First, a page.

This edited collection provides an in-depth, interdisciplinary critique of the acts of public communication disseminated during a major global crisis.
Encompassing contributions from academics working in the fields of politics, environmentalism, citizens’ rights, state theory, cultural studies, journalism, and discourse/rhetoric, the book offers an original insight into the relationship between the various social forces that contributed to the ‘Covid narrative’. The subjects analysed here include: the performance of the ‘mainstream’ media, the quality of political ‘messaging’ and argumentation, the securitised state and racism in Brazil, the growth of ‘catastrophic management’ in UK universities, emergent journalistic practices in South Africa, homelessness and punitive dispossession, the pandemic and the history of eugenics, and the Chinese media’s attempt to disguise discriminatory practices. This is one of the first comparative studies of the various rationales offered for state/corporate intervention in public life. Delving beneath established political tropes and state rhetoric, it identifies the power relations exposed by an event that was described as unprecedented and unique, but was in fact comparable to other major global disruptions. As governments insisted on distinguishing their own propaganda from unregulated disinformation, their increasingly sceptical ‘publics’ pursued their own idiosyncratic solutions to the crisis, while the apparent sacrifice of a host of citizens – from the most dedicated to the most vulnerable – suggested that inequality and exploitation remained at the heart of the social order.
Power, Media, and the Covid-19 Pandemic is essential reading for students, researchers and academics in media, communication and journalism studies, politics, environmental sciences, critical discourse analysis, cultural studies, and the sociology of health.
Table of Contents
Introduction: Power, Media, and the Covid-19 Pandemic: framing public discourse
PART I: The Pandemic: historical, medical and racial configurations
1 Killing Fields: Pandemics, Geopolitics and Environmental Emergency
2 Biopolitics, Eugenics and the New State Racism
3 The Subsumption of Racial Discrimination: the representation of Chinese mainstream media of the maltreatment of African nationals in Guangzhou during the Covid-19 Pandemic
Zhou Yang and Na Yuqi
PART II: Power, Crisis and Repression
4 The Cultural Politics of Crisis in the UK
5 UK Universities during Covid-19: catastrophic management, ‘business continuity’, and education workers
6 Covid-19, Police Brutality and the systematic targeting of the black and disadvantaged population in Brazil
PART III: Journalism, Information and Structures of Argument during Covid-19
7 Just Following the Science: fact-checking journalism and the Government’s lockdown argumentation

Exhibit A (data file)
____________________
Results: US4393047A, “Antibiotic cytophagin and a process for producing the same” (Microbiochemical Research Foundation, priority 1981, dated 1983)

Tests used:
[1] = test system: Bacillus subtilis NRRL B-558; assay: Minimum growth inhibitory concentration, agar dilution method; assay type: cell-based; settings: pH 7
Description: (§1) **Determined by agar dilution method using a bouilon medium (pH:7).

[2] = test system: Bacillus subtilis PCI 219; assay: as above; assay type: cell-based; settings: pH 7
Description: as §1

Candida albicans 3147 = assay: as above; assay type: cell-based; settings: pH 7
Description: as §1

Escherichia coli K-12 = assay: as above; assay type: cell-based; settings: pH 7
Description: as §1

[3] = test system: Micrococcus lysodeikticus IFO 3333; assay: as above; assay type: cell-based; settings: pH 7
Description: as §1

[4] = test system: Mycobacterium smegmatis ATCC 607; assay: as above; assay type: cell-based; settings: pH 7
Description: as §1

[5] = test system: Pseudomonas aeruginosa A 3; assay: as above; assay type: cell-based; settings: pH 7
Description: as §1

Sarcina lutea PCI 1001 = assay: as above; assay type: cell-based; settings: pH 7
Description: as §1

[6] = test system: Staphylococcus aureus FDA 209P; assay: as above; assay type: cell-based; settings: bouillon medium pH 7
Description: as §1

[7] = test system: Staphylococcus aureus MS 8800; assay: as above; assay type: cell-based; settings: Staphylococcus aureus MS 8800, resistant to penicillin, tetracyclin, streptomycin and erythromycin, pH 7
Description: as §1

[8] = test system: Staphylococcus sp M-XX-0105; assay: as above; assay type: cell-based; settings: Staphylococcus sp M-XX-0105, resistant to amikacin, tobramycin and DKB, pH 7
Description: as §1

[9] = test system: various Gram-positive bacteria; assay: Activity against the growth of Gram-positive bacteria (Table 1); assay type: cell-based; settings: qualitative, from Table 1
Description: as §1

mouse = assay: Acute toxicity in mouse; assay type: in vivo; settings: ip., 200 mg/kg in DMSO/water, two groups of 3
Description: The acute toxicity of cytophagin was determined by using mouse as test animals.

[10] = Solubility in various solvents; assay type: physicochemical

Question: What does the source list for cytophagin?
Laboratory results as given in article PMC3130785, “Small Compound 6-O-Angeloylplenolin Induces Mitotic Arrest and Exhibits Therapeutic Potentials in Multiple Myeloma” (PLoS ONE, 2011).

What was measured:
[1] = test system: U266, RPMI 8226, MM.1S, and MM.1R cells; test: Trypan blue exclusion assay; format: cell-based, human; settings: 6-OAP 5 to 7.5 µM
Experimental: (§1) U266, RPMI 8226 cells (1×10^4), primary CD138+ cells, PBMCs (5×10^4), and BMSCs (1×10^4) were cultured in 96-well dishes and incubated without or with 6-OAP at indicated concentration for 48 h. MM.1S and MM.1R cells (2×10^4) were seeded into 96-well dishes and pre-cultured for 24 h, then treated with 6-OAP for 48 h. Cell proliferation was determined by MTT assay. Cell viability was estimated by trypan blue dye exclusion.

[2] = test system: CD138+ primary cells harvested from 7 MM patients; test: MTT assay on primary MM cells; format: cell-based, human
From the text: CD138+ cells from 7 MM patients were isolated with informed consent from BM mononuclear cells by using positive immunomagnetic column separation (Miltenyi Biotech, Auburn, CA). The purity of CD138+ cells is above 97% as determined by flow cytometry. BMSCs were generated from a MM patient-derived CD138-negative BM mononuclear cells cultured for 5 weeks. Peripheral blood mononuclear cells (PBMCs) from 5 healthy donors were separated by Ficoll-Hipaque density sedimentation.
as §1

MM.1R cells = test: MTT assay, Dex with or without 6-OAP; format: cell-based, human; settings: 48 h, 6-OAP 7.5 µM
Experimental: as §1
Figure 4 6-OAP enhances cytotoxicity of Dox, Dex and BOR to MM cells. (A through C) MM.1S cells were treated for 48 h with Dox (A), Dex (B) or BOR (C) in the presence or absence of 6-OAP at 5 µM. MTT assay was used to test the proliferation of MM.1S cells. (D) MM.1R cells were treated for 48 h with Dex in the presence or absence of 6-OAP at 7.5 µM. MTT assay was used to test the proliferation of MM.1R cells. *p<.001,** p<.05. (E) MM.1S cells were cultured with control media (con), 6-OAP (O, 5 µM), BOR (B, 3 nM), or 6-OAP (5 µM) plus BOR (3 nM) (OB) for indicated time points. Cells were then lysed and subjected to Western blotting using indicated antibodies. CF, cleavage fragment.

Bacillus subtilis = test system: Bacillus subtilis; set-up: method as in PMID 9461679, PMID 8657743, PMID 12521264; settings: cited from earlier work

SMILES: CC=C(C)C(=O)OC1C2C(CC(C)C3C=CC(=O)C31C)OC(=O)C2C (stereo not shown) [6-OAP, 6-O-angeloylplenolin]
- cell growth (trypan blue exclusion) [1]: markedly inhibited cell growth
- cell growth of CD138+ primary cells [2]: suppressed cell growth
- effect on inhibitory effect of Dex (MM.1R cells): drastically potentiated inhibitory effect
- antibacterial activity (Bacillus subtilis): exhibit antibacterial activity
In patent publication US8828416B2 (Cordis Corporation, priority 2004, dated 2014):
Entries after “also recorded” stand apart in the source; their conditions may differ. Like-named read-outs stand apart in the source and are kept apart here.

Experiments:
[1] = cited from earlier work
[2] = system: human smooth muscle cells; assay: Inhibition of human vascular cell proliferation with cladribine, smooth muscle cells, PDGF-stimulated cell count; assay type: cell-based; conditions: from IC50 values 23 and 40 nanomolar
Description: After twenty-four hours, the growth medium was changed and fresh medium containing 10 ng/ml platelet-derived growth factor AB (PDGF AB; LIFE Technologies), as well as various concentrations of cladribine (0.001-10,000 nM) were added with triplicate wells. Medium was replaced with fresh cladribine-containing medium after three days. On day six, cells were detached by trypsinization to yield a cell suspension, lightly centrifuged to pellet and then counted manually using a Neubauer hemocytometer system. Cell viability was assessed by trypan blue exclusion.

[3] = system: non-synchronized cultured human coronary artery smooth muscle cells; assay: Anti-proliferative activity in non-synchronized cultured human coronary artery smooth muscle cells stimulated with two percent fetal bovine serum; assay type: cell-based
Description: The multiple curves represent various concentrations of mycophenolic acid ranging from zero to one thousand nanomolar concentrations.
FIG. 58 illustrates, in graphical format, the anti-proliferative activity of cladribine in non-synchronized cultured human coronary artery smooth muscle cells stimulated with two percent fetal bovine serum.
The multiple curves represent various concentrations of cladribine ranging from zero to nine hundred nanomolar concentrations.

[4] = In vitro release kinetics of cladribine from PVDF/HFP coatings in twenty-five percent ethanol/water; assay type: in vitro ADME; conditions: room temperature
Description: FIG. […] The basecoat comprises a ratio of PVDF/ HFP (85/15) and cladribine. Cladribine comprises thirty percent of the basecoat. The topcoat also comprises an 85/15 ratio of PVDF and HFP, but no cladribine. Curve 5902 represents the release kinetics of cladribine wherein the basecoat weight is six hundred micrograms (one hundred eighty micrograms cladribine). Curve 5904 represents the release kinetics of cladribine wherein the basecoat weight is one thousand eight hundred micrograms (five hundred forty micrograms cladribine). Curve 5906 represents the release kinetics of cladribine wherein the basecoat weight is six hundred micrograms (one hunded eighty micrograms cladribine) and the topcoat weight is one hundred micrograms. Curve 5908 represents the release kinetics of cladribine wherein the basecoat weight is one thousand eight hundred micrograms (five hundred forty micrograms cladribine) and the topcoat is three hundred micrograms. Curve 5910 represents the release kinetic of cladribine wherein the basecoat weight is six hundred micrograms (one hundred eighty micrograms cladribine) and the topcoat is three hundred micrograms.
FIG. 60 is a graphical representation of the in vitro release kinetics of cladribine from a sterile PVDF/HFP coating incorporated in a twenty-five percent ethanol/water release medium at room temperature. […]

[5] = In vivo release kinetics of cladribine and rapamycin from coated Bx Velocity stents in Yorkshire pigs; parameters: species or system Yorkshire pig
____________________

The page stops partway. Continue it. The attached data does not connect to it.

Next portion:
8 The burden of responsibility: Investigative journalism in South Africa during the Covid-19 crisis
9 "It's just a little flu": Covid, institutional crisis and information wars in Brazilian journalism - the Folha de São Paulo newspaper
Thaiane Oliveira, Rodrigo Quinan, Juliana Gagliardi, and Afonso de Albuquerque
PART IV: British Political Discourse during the Pandemic
10 The BBC and Covid-19: the Politicisation of a Pandemic?
11 How the UK Government ‘turned on a sixpence’ to change its story: a discourse analysis of the No.10 daily coronavirus news conferences
12 Mortality, Blame Avoidance and the State: constructing Boris Johnson’s exit strategy
PART V: Homelessness and Dispossession during the Pandemic
13 Has homeless rough sleeping in the UK and Europe been solved in the wake of the Covid-19 pandemic?
14 Leper Islands: Coronavirus and the Homeless ‘Other’
Stuart Price is Professor of Media and Political Discourse, and Director of the Media Discourse Centre. He is the author of a number of monographs including Brute Reality (2010) and Worst-Case Scenario? (2011) and Editor (with Ruth Sanz Sabido) of The Legacy of Dissent (2015) and Sites of Protest (2016). Recent publications include Journalism, Power and Investigation (2019) and "8M and the Huelga General Feminista, 2019–2020" for The Routledge Companion to Political Journalism (2021).
Ben Harbisher is Senior Lecturer in Teaching and Research at De Montfort University. He is Deputy Director of the Media Discourse Centre and Chair of the MeCCSA Practice Network. He has published in several academic journals and edited volumes, with lead articles in the Journal for the Study of British Cultures and Hard Times. Other published works appear in Surveillance and Society and Critical Discourse Analysis. Dr Harbisher is also Lead Academic on the international #SDGFilmfest, which is a collaborative research project between the UK and South East Asia.
'Coterminous with the Covid-19 crisis has been a global "infodemic", as responses by governments, political actors and publics have met, meshed and competed in the multi-dimensional media spaces formed by mass self-communication. One of the many strengths of this volume is its multiple disciplinary lenses, deployed to ask a question of strategic importance: has the pandemic reinforced existing relations of power and dominance? The book will prove a significant asset for researchers in many fields as they meet the challenges bequeathed by events that have dominated news agendas over the past two years..
Professor Jake Lynch, University of Sydney, and Leverhulme Visiting Professor, Centre for Trust, Peace and Social Relations, Coventry University, UK